University of Vermont

University Communications

Prof's Book Takes a New Look at Conservation

Release Date: 10-07-2003

Author: Kevin Foley

After a long period of scrutiny through deconstruction — the relentless questioning of assumptions, values, language, discourses and power — Bob Manning, professor of natural resources, thought the conservation movement was in need of some reconstruction as a new century began.

His recently published book Reconstructing Conservation (Island Press), which he edited with Ben Minteer, a former UVM graduate student now at Arizona State University, is a collection of papers rethinking the theory and practice of conservation in the light of often harsh critiques.

“It’s been useful to ask ourselves fundamental questions and examine our underlying values, but haven’t we answered some of those questions now?” Manning says. “Isn’t it time to make a more positive statement about what conservation means as we move into this new century?”

The book’s 19 papers, bookended by an introduction and conclusion by the authors, grew out of a symposium that took place on campus and in Woodstock, and included academics as well as conservation practitioners. Many of the authors have UVM connections, as does the modern conservation movement itself — George Perkins Marsh, the 19th century lawyer and writer whose ideas are still important within the ecological conservation movement, left his library to the university.

Beyond that, Manning says, Vermont itself is rich in examples for scholars looking for healthy directions for the conservation movement to follow. The book’s key argument is that humans and nature need to coexist, and that negotiating that coexistence is a task ideally suited to democratic discussion, debate and decisions.

“People deciding on what constitutes conservation in their areas is good for the land, because when people decide on something together then they’ve really bought into it, but it’s good for people as well, because the process builds social capital by bringing people together,” Manning says.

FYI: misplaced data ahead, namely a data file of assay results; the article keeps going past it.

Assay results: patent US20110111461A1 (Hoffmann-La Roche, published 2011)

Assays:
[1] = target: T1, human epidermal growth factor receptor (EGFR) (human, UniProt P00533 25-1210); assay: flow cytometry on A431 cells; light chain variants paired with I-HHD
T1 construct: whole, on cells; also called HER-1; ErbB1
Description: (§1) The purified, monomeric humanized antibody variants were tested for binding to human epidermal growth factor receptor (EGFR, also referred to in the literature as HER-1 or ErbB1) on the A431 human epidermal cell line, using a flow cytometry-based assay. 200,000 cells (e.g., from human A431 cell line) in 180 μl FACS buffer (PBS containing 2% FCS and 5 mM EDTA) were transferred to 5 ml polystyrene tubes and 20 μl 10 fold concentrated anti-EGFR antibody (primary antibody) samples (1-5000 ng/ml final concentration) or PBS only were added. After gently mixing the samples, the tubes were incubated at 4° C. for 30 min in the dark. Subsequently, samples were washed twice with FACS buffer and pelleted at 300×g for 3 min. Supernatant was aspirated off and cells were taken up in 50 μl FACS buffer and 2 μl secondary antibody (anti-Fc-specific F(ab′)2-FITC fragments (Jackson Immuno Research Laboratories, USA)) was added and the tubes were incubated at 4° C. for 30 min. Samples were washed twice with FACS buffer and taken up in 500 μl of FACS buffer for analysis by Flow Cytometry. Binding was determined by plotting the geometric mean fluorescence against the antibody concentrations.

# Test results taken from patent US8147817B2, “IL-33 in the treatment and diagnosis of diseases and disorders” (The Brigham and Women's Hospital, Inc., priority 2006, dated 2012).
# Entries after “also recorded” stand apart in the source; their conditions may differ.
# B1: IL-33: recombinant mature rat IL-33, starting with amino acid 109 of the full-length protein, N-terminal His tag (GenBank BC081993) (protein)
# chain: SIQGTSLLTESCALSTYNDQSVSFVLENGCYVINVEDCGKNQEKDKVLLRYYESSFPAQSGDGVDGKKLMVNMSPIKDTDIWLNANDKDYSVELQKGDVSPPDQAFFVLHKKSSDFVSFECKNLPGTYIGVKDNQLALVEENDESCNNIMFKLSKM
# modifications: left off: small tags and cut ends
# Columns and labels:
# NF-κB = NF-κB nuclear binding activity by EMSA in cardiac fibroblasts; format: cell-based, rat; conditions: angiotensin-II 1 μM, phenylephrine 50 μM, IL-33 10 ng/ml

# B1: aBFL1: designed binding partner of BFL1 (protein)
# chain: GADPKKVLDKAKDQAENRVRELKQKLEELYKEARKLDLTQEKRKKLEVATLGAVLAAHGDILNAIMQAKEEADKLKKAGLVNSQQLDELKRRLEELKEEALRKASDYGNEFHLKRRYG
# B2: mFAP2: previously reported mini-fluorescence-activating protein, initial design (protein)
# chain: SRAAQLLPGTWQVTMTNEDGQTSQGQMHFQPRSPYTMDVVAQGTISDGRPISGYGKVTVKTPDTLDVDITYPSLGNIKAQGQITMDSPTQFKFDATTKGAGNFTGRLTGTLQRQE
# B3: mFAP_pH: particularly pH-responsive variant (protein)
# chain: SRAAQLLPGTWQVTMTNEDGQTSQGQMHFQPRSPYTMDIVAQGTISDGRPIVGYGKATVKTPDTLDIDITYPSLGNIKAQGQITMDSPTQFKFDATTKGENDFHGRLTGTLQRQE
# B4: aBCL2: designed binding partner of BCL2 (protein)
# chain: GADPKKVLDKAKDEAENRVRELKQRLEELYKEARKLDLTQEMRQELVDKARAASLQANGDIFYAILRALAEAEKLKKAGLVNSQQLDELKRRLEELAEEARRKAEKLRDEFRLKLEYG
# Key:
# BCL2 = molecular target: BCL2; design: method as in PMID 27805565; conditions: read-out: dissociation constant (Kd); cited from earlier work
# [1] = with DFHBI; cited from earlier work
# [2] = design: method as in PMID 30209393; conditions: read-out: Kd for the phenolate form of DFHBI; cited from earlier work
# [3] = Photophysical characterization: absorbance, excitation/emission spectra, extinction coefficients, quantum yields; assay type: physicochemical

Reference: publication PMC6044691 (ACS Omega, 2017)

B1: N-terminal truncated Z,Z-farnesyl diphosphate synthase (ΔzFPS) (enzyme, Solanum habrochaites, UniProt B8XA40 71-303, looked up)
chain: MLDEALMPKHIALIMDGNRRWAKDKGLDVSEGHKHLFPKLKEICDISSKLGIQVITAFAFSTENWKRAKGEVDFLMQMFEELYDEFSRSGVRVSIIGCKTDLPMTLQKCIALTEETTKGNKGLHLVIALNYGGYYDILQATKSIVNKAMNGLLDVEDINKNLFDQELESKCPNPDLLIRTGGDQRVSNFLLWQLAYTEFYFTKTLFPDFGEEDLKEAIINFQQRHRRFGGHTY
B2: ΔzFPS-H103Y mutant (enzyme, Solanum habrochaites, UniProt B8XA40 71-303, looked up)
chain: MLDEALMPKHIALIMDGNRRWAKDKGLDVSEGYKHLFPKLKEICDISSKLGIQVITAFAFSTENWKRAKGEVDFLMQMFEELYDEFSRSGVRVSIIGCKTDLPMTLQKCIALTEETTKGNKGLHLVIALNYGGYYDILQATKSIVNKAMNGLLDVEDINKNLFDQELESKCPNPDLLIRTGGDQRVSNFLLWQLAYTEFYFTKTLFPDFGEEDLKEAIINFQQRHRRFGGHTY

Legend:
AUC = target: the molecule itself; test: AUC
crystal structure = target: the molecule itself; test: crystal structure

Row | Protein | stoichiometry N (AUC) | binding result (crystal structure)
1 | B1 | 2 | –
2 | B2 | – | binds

These solutions will differ wildly from place to place, based on the particular circumstances and history of a given location, a diversity that Manning embraces. From nation to nation, conservation should incorporate a strong sense of social justice, recognition that the developed world should not dictate policy to its poorer neighbors. And, though the book is intended as an affirmative statement, the vision of conservation it presents incorporates skepticism — a questioning of traditional movement ideals like wilderness, a notion that is sometimes romantic, impractical and counterproductive today.

“Conservation needs to bring people and nature together, not set them apart. That’s one of the criticisms of wilderness, that the idea divides people from the land,” Manning says.

The book’s overriding tone, Manning says, is of hope. As he and his authors survey the landscape of conservation theory and practice, both here and worldwide, they find a lot to like — community land trusts, more inclusive theories, a thriving grassroots. And, while they take stock of the occasionally harsh criticism the movement has received, they find it is still sound in its fundamentals.

“Conservation doesn’t have to be, as so many issues are, a partisan political issue,” Manning says. “We hope that everybody can subscribe to this notion that it’s important to protect the ecological realities that underlie contemporary society. We depend on a healthy environment.”


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